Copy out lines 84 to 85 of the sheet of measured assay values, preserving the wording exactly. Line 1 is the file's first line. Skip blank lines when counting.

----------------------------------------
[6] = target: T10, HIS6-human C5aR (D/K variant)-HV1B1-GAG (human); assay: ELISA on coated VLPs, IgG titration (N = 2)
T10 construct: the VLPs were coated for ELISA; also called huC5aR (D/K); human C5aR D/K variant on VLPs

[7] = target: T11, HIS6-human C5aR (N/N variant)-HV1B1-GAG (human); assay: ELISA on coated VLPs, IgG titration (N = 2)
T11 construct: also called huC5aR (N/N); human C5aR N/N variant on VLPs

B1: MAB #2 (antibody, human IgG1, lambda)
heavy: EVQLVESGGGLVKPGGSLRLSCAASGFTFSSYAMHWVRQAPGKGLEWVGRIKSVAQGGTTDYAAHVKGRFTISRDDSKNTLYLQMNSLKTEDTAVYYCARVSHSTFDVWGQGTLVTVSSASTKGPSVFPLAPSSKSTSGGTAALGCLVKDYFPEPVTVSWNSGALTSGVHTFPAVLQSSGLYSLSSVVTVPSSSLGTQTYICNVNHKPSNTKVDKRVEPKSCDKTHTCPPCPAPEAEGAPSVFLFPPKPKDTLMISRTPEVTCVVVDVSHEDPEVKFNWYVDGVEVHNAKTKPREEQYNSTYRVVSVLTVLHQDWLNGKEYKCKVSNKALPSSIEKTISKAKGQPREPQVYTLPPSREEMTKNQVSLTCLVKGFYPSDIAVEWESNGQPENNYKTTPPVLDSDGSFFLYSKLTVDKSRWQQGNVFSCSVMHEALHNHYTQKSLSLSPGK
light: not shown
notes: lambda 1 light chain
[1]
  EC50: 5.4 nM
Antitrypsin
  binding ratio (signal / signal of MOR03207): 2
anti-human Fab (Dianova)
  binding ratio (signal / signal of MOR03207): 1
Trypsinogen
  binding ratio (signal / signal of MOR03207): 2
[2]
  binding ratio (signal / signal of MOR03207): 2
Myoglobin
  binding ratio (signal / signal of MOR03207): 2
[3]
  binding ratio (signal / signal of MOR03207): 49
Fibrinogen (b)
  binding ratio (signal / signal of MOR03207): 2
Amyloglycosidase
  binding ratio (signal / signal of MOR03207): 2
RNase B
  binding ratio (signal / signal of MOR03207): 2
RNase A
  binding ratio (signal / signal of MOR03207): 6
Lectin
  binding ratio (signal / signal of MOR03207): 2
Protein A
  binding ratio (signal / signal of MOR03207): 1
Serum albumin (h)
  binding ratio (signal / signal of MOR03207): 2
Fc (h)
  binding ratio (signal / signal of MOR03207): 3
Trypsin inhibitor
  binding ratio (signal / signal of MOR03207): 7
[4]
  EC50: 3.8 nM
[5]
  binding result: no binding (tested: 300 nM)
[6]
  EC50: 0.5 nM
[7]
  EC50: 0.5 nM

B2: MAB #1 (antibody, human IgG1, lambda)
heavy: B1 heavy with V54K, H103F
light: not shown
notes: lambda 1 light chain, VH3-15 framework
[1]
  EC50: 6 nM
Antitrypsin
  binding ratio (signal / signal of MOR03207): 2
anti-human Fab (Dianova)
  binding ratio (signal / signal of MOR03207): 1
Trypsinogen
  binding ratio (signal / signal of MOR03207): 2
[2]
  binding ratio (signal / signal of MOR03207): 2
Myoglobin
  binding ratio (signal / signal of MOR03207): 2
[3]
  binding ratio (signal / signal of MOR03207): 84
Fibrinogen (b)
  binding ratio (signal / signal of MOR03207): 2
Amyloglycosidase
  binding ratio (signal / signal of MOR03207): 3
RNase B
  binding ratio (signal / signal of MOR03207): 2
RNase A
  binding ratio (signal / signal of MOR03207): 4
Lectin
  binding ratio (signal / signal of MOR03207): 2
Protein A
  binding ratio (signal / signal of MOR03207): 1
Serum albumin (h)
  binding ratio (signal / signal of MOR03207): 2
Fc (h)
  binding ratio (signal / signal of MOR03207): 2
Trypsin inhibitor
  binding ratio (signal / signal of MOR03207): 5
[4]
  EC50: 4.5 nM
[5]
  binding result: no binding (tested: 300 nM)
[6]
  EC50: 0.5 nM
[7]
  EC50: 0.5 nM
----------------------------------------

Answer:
  binding ratio (signal / signal of MOR03207): 5
[4]